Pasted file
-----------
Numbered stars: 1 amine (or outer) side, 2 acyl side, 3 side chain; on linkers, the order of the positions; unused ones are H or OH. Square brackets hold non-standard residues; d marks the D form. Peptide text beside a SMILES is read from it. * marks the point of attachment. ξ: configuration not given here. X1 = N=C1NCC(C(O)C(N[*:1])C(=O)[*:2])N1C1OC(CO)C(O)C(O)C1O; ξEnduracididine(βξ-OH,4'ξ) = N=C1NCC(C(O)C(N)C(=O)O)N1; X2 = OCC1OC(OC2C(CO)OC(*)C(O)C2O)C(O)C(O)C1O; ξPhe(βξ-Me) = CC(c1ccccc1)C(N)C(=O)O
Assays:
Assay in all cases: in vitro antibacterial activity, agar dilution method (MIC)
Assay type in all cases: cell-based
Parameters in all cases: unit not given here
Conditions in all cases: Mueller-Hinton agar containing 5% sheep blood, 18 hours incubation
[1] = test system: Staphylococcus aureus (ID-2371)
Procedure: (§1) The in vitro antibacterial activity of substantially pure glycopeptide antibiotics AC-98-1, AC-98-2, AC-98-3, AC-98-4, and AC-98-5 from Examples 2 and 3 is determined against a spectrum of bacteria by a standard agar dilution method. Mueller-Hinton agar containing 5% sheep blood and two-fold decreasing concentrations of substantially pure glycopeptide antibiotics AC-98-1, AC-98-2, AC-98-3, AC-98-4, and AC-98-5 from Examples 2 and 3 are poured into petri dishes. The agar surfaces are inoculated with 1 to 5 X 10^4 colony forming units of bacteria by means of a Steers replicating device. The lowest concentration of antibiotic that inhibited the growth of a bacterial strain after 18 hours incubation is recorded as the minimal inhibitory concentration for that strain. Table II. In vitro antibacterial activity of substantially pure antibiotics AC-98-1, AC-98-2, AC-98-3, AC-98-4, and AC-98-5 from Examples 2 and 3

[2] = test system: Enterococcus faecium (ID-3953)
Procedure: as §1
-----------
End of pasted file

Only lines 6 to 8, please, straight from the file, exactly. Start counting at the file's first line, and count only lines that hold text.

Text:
Conditions in all cases: Mueller-Hinton agar containing 5% sheep blood, 18 hours incubation
[1] = test system: Staphylococcus aureus (ID-2371)
Procedure: (§1) The in vitro antibacterial activity of substantially pure glycopeptide antibiotics AC-98-1, AC-98-2, AC-98-3, AC-98-4, and AC-98-5 from Examples 2 and 3 is determined against a spectrum of bacteria by a standard agar dilution method. Mueller-Hinton agar containing 5% sheep blood and two-fold decreasing concentrations of substantially pure glycopeptide antibiotics AC-98-1, AC-98-2, AC-98-3, AC-98-4, and AC-98-5 from Examples 2 and 3 are poured into petri dishes. The agar surfaces are inoculated with 1 to 5 X 10^4 colony forming units of bacteria by means of a Steers replicating device. The lowest concentration of antibiotic that inhibited the growth of a bacterial strain after 18 hours incubation is recorded as the minimal inhibitory concentration for that strain. Table II. In vitro antibacterial activity of substantially pure antibiotics AC-98-1, AC-98-2, AC-98-3, AC-98-4, and AC-98-5 from Examples 2 and 3